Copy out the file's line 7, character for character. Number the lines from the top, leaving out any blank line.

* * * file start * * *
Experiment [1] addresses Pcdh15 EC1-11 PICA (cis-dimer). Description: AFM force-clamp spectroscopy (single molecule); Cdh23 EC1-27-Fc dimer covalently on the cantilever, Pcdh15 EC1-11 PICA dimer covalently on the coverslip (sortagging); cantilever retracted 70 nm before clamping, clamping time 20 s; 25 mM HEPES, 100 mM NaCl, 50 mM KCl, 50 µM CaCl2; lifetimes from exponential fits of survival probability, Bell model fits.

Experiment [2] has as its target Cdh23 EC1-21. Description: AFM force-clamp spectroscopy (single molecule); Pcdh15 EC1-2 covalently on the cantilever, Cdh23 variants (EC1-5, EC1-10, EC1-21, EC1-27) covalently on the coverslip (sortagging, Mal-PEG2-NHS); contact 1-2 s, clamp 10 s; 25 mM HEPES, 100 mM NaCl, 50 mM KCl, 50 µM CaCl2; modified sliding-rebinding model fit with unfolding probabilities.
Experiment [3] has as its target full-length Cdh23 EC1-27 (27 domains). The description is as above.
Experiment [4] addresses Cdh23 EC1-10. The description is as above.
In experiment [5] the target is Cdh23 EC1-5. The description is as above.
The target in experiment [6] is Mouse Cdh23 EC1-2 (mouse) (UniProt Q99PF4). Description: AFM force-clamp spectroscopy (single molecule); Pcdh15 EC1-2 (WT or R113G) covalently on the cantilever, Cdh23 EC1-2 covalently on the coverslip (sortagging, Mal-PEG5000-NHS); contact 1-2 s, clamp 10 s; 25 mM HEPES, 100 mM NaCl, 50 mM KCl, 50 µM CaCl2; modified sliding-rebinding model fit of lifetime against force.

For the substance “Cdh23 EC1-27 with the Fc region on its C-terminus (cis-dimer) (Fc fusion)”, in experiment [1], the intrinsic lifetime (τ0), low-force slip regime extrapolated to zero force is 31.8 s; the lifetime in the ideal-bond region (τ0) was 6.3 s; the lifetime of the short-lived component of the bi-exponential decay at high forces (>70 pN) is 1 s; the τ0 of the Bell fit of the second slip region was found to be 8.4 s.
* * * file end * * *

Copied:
For the substance “Cdh23 EC1-27 with the Fc region on its C-terminus (cis-dimer) (Fc fusion)”, in experiment [1], the intrinsic lifetime (τ0), low-force slip regime extrapolated to zero force is 31.8 s; the lifetime in the ideal-bond region (τ0) was 6.3 s; the lifetime of the short-lived component of the bi-exponential decay at high forces (>70 pN) is 1 s; the τ0 of the Bell fit of the second slip region was found to be 8.4 s.